Rationale: Thymosin beta-4 (Tβ4) is a ubiquitous protein with diverse functions relating to cell proliferation and differentiation that promotes wound healing and modulates inflammatory responses. The effecter molecules targeted by Tβ4 for cardiac protection remains unknown. The purpose of this study is to determine the molecules targeted by Tβ4 that mediate cardio-protection under oxidative stress.
Methods: Rat neonatal fibroblasts cells were exposed to hydrogen peroxide (H(2)O(2)) in presence and absence of Tβ4 and expression of antioxidant, apoptotic and pro-fibrotic genes was evaluated by quantitative real-time PCR and western blotting. Reactive oxygen species (ROS) levels were estimated by DCF-DA using fluorescent microscopy and fluorimetry. Selected antioxidant and antiapoptotic genes were silenced by siRNA transfections in cardiac fibroblasts and the effect of Tβ4 on H(2)O(2)-induced profibrotic events was evaluated.
Results: Pre-treatment with Tβ4 resulted in reduction of the intracellular ROS levels induced by H(2)O(2) in the cardiac fibroblasts. This was associated with an increased expression of antioxidant enzymes Cu/Zn superoxide dismutase (SOD) and catalase and reduction of Bax/Bcl(2) ratio. Tβ4 treatment reduced the expression of pro-fibrotic genes [connective tissue growth factor (CTGF), collagen type-1 (Col-I) and collagen type-3 (Col-III)] in the cardiac fibroblasts. Silencing of Cu/Zn-SOD and catalase gene triggered apoptotic cell death in the cardiac fibroblasts, which was prevented by treatment with Tβ4.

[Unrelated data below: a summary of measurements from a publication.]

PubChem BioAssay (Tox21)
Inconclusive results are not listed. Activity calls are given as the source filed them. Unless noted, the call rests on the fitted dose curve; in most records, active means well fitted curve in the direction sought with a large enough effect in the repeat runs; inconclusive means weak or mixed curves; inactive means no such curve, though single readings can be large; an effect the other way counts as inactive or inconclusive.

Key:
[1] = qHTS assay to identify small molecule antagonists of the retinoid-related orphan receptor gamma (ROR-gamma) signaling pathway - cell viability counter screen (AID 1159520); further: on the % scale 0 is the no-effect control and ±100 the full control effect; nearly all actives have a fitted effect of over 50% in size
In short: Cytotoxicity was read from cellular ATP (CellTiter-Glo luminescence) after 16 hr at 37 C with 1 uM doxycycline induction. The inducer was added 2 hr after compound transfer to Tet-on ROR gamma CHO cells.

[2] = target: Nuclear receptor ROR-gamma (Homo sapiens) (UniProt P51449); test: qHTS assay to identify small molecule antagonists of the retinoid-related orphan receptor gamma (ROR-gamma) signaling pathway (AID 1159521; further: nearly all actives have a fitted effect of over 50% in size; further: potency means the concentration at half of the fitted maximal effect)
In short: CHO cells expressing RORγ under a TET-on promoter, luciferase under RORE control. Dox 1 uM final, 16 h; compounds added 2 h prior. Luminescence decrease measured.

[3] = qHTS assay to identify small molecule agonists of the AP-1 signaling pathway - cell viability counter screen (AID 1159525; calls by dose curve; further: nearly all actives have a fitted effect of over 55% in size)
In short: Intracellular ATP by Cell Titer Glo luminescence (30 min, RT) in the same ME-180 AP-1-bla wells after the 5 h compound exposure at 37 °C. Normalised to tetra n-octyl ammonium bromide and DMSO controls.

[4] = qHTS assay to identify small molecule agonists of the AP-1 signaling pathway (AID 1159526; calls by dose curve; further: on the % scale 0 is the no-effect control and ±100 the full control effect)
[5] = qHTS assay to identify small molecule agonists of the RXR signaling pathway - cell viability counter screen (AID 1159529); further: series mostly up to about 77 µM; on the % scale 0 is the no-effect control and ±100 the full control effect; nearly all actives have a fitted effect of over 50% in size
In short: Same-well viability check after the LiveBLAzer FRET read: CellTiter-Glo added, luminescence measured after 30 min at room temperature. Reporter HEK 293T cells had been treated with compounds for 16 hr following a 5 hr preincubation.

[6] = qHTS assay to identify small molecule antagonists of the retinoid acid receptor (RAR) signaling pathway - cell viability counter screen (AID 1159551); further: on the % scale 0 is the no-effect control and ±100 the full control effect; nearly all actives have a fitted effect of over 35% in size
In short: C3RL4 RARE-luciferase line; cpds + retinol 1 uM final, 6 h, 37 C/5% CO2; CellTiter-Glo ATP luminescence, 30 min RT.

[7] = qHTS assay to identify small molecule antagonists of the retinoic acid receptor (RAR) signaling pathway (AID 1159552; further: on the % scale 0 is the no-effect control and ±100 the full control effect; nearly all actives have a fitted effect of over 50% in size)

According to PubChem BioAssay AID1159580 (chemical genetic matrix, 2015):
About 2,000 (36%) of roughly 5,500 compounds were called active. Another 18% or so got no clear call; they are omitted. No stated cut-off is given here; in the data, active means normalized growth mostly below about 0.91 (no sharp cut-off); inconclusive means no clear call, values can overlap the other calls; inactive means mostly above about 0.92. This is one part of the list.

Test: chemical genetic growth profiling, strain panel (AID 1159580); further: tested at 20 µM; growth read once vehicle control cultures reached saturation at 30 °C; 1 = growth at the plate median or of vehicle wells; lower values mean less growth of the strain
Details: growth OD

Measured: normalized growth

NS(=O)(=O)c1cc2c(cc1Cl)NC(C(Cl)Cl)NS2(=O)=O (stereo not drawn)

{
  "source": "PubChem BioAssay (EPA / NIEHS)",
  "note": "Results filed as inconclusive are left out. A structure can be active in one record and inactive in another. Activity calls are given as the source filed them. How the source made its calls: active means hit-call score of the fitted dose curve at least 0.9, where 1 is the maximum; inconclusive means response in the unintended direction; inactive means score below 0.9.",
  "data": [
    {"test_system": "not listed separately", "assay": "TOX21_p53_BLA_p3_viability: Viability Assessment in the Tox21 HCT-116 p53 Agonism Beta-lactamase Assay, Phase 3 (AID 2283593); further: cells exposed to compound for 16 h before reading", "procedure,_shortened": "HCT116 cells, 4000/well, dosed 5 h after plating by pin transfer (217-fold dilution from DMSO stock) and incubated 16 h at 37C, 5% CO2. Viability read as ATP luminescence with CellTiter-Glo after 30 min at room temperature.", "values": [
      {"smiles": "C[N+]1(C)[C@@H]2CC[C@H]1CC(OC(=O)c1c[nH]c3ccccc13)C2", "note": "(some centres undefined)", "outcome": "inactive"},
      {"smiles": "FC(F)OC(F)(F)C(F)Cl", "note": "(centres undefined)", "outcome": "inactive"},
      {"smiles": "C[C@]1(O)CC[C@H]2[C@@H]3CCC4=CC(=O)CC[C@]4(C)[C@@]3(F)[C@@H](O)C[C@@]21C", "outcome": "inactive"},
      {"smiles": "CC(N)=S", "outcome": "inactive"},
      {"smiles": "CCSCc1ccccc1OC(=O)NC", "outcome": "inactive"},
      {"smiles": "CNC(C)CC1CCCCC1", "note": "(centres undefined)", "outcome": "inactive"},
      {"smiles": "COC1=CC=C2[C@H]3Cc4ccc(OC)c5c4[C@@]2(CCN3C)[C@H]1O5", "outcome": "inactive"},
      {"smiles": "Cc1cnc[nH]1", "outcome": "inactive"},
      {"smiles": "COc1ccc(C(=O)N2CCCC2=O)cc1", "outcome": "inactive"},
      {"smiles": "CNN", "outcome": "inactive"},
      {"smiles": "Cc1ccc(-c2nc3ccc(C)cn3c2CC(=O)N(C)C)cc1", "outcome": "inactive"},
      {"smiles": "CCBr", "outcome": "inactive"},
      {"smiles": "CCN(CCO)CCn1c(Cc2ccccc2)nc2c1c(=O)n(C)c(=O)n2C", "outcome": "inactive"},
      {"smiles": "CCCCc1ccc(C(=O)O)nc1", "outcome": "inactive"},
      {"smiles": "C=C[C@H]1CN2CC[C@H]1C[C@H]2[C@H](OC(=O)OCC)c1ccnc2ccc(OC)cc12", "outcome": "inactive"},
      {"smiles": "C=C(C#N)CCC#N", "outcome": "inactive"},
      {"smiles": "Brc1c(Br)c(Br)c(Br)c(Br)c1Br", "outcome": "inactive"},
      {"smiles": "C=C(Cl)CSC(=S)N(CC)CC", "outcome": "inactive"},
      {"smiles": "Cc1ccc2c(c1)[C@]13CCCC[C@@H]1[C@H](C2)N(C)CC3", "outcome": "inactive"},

Conclusion: This is the first report that exhibits the targeted molecules modulated by Tβ4 under oxidative stress utilizing the cardiac fibroblasts. Tβ4 treatment prevented the profibrotic gene expression in the in vitro settings. Our findings indicate that Tβ4 selectively targets and upregulates catalase, Cu/Zn-SOD and Bcl(2), thereby, preventing H(2)O(2)-induced profibrotic changes in the myocardium. Further studies are warranted to elucidate the signaling pathways involved in the cardio-protection afforded by Tβ4.